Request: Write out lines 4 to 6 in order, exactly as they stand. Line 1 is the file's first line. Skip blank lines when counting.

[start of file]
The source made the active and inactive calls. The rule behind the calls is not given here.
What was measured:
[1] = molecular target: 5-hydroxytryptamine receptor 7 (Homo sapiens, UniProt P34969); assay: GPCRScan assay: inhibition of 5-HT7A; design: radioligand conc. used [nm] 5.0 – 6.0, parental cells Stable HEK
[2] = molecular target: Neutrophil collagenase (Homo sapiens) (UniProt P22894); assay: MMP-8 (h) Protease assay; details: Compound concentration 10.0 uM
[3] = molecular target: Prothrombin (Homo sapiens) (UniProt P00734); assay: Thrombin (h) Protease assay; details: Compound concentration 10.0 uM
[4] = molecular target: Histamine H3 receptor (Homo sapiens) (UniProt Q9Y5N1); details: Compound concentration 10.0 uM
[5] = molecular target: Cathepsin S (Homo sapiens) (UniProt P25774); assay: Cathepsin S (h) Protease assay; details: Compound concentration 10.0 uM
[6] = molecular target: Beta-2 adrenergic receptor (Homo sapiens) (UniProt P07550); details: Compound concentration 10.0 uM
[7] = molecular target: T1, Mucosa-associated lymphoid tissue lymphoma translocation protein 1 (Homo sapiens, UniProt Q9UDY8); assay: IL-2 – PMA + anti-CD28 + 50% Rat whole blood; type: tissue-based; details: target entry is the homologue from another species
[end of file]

[2] = molecular target: Neutrophil collagenase (Homo sapiens) (UniProt P22894); assay: MMP-8 (h) Protease assay; details: Compound concentration 10.0 uM
[3] = molecular target: Prothrombin (Homo sapiens) (UniProt P00734); assay: Thrombin (h) Protease assay; details: Compound concentration 10.0 uM
[4] = molecular target: Histamine H3 receptor (Homo sapiens) (UniProt Q9Y5N1); details: Compound concentration 10.0 uM